Pacific Contiguous, $0.25 per cycle, $54.40 per year

Covers California, Oregon, and Washington, where electricity averages $0.215 per kWh.

Pacific Non Contiguous, $0.44 per cycle, $93.84 per year

Prices are highest in Alaska and Hawaii, at $0.3709 per kWh.

Man Clearing Breakfast Table And Loading Dishwasher

(Image credit: Getty Images/Monkey Business Images)

How to reduce the cost of running a dishwasher

As we've shown, choosing a dishwasher over doing the dishes by hand will automatically make your home more energy efficient. But there are still ways you can reduce the cost of running a dishwasher – both in your choice of appliance and the way you use it. 

1. Buy an Energy Star-certified dishwasher

Energy Star-certified dishwashers are tested and deemed to exceed Government standards to help you save money on your utility bills.

According to Energy Star, "A standard-sized ENERGY STAR certified dishwasher costs about $35 per year to run and can save you an average of 3,870 gallons of water over its lifetime." 

"Dishwasher technology has improved dramatically over the last decade, and new ENERGY STAR certified models include several innovations like soil sensors, improved water filtration, more efficient jets, and dish rack designs that reduce energy and water consumption and improve performance."

We wouldn't recommend replacing a dishwasher that's working, but if you suspect your dishwasher won't last much longer, it's worth researching the most energy-efficient models so you're in the know when it's time to shop for a new one.

2. Don't buy too big a dishwasher

According to Nathan Sanders, CEO of Plumbing Navigator, energy efficiency shouldn't be your only consideration when shopping for a new dishwasher.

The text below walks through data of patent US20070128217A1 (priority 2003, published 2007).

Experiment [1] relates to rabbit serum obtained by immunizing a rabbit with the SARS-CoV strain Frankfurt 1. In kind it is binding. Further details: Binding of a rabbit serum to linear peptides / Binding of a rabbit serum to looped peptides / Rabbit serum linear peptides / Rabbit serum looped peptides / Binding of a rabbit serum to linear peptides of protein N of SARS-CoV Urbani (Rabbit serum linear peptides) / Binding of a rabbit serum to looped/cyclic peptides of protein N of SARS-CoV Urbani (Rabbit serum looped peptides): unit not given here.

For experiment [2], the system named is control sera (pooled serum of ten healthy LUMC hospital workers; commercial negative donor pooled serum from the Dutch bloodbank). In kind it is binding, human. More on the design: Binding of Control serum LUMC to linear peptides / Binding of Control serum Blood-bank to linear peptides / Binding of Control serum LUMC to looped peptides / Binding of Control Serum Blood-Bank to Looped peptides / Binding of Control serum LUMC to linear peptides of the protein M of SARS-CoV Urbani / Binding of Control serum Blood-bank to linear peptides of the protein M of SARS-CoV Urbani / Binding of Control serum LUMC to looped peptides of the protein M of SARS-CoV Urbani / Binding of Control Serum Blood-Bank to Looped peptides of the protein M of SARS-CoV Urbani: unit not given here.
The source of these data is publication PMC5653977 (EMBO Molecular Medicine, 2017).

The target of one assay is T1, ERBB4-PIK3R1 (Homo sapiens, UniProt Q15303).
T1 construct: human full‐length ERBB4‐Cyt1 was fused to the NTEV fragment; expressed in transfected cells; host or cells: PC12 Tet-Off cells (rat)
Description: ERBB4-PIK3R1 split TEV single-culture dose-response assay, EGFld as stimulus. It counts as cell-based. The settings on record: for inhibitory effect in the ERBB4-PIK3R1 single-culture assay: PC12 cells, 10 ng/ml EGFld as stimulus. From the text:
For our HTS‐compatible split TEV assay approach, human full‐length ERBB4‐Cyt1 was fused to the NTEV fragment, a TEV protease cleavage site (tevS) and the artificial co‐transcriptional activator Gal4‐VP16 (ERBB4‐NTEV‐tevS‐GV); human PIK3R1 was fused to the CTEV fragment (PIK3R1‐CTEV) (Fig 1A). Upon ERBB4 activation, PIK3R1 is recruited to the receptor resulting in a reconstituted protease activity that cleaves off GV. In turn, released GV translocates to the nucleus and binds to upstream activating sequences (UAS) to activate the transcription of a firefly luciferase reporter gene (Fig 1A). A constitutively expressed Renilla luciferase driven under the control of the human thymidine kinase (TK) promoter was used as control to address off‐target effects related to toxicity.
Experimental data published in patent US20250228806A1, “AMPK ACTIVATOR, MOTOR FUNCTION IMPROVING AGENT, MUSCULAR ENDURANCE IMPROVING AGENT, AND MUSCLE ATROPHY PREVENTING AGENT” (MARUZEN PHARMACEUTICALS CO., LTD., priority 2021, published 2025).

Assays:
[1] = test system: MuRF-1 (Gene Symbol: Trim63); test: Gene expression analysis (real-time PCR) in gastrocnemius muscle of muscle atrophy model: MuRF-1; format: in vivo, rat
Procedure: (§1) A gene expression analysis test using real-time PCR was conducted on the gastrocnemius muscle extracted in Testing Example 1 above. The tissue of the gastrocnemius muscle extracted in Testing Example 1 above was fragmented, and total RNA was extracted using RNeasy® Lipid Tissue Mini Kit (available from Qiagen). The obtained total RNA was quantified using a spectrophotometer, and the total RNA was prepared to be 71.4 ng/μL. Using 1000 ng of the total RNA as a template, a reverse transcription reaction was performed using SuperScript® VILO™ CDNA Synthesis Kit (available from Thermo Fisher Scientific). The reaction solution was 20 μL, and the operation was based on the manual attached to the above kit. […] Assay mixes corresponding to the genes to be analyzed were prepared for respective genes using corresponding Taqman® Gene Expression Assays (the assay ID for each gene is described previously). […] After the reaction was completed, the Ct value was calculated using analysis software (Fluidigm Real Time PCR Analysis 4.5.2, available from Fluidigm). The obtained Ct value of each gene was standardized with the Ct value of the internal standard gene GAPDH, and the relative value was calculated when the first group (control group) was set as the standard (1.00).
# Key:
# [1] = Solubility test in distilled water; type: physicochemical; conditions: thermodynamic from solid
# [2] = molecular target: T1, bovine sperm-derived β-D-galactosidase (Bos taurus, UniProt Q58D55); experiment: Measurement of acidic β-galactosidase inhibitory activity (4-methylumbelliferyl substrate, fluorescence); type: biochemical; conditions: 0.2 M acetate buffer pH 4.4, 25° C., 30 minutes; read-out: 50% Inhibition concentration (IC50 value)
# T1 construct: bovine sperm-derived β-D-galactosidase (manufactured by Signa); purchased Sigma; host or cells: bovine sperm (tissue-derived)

"It’s also important that its size corresponds to how much you expect to use it. If your machine is too big for the household’s actual needs, then it will end up wasting water and energy." 

Nathan's comment is backed up by our calculations – Best Buy's best-selling countertop dishwasher (with six place settings) uses approximately 20% less energy than its full-size best-seller counterpart.  

"To save even more energy, be sure to switch off the dishwasher at the wall whenever it’s not in use," he adds.  

2. Don't assume running a half load will be more efficient

Generally speaking, running a half load in a dishwasher will use almost as much energy as running a full load. 

There are exceptions to this rule, notably dishwasher drawer models such as the Café Dishwasher Drawer or Fisher & Paykel's double dish drawer. "One drawer uses exactly 50% of the water and energy that is required for both drawers, whereas a ‘half load’ cycle in a normal dishwasher may still use most of the energy and water it uses for a normal cycle,' confirms Helen Haider, Head of Marketing, Fisher & Paykel.

Another advantage of dishwasher drawers is that you can run 'smaller' intensive cycles, which typically use more energy, by just loading the dirtiest pots and pans into one drawer and not subjecting crockery, which might not need such a strong wash, to such an energy- and water-sapping cycle. 

Shop now: Cafe Dishwasher Drawers, $1,257, ABC Warehouse

finger selecting eco mode on dishwasher

(Image credit: Getty images/Monkey Business Images)

3. Use eco functions and low temperature cycles

Most of the energy your dishwasher guzzles is used to heat the water. Picking a lower temperature cycle will, therefore, make every cycle cheaper. 

If you like your cycles hot, choose the ‘eco’ setting. This heats the water more slowly, using less energy. You get the same results; it just takes a little longer. That said, hotter doesn't necessarily mean cleaner. Modern-day detergents designed to wash at lower temperatures will get the same sparkling results.